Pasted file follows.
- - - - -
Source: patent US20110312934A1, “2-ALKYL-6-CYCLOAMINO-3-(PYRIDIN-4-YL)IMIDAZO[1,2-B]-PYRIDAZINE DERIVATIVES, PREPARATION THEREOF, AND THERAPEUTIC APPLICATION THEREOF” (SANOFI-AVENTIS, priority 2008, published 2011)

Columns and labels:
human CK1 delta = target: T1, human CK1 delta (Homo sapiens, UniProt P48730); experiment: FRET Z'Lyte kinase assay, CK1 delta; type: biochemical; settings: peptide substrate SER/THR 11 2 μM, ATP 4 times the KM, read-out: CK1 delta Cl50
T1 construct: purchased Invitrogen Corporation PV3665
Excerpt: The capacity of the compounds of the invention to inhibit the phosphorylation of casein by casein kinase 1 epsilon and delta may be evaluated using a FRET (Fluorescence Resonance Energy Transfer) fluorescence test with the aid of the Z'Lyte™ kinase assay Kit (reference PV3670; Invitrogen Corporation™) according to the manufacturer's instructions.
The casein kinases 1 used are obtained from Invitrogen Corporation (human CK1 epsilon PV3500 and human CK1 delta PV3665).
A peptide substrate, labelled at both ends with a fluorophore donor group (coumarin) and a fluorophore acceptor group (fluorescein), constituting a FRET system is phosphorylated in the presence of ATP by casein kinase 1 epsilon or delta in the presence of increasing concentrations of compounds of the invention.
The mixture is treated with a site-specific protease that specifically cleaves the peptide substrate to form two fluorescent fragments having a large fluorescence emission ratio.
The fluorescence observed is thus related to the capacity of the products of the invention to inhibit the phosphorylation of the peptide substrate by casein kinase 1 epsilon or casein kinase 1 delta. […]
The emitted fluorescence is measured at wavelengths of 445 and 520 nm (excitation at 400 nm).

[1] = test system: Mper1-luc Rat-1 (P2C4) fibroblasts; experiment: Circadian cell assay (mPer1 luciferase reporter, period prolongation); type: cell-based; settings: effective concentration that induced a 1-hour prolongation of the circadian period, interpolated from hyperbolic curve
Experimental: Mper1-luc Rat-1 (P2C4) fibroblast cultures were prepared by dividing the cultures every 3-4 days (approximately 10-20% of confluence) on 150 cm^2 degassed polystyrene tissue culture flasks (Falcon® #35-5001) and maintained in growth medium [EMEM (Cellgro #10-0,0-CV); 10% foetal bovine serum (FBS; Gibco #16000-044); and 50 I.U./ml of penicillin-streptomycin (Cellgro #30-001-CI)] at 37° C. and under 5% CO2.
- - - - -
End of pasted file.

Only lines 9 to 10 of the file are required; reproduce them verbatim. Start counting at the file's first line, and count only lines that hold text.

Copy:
The fluorescence observed is thus related to the capacity of the products of the invention to inhibit the phosphorylation of the peptide substrate by casein kinase 1 epsilon or casein kinase 1 delta. […]
The emitted fluorescence is measured at wavelengths of 445 and 520 nm (excitation at 400 nm).